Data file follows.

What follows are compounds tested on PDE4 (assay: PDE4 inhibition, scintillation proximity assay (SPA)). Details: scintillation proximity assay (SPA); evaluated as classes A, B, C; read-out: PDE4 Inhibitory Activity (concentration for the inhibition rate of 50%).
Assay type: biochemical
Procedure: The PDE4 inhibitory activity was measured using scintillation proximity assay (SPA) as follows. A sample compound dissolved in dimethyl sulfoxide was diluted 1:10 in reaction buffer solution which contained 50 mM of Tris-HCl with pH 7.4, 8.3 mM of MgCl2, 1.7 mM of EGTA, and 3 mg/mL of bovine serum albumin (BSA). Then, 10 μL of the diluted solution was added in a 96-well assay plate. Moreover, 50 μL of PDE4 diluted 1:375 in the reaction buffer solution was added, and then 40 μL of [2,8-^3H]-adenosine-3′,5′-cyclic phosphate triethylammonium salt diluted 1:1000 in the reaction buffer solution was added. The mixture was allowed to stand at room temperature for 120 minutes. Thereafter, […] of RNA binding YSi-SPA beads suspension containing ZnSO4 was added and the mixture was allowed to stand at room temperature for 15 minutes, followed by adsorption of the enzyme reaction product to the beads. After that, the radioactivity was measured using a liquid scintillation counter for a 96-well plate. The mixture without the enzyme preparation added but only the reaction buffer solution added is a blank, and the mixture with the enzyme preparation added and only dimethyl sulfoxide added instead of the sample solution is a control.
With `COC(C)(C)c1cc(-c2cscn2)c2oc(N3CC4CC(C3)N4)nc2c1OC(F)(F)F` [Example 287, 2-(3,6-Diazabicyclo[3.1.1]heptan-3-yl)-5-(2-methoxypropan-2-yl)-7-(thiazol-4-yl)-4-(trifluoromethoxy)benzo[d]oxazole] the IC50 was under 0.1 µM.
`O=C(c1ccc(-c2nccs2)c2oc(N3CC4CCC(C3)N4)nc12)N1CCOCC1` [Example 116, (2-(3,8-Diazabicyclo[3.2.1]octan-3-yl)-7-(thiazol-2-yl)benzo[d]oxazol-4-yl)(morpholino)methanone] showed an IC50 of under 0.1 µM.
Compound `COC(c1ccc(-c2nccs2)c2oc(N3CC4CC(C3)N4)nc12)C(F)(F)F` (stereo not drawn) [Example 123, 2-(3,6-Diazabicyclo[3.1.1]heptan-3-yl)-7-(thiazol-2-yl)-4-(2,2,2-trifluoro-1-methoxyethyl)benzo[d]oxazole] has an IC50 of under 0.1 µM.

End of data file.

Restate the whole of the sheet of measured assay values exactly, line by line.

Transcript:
What follows are compounds tested on PDE4 (assay: PDE4 inhibition, scintillation proximity assay (SPA)). Details: scintillation proximity assay (SPA); evaluated as classes A, B, C; read-out: PDE4 Inhibitory Activity (concentration for the inhibition rate of 50%).
Assay type: biochemical
Procedure: The PDE4 inhibitory activity was measured using scintillation proximity assay (SPA) as follows. A sample compound dissolved in dimethyl sulfoxide was diluted 1:10 in reaction buffer solution which contained 50 mM of Tris-HCl with pH 7.4, 8.3 mM of MgCl2, 1.7 mM of EGTA, and 3 mg/mL of bovine serum albumin (BSA). Then, 10 μL of the diluted solution was added in a 96-well assay plate. Moreover, 50 μL of PDE4 diluted 1:375 in the reaction buffer solution was added, and then 40 μL of [2,8-^3H]-adenosine-3′,5′-cyclic phosphate triethylammonium salt diluted 1:1000 in the reaction buffer solution was added. The mixture was allowed to stand at room temperature for 120 minutes. Thereafter, […] of RNA binding YSi-SPA beads suspension containing ZnSO4 was added and the mixture was allowed to stand at room temperature for 15 minutes, followed by adsorption of the enzyme reaction product to the beads. After that, the radioactivity was measured using a liquid scintillation counter for a 96-well plate. The mixture without the enzyme preparation added but only the reaction buffer solution added is a blank, and the mixture with the enzyme preparation added and only dimethyl sulfoxide added instead of the sample solution is a control.
With `COC(C)(C)c1cc(-c2cscn2)c2oc(N3CC4CC(C3)N4)nc2c1OC(F)(F)F` [Example 287, 2-(3,6-Diazabicyclo[3.1.1]heptan-3-yl)-5-(2-methoxypropan-2-yl)-7-(thiazol-4-yl)-4-(trifluoromethoxy)benzo[d]oxazole] the IC50 was under 0.1 µM.
`O=C(c1ccc(-c2nccs2)c2oc(N3CC4CCC(C3)N4)nc12)N1CCOCC1` [Example 116, (2-(3,8-Diazabicyclo[3.2.1]octan-3-yl)-7-(thiazol-2-yl)benzo[d]oxazol-4-yl)(morpholino)methanone] showed an IC50 of under 0.1 µM.
Compound `COC(c1ccc(-c2nccs2)c2oc(N3CC4CC(C3)N4)nc12)C(F)(F)F` (stereo not drawn) [Example 123, 2-(3,6-Diazabicyclo[3.1.1]heptan-3-yl)-7-(thiazol-2-yl)-4-(2,2,2-trifluoro-1-methoxyethyl)benzo[d]oxazole] has an IC50 of under 0.1 µM.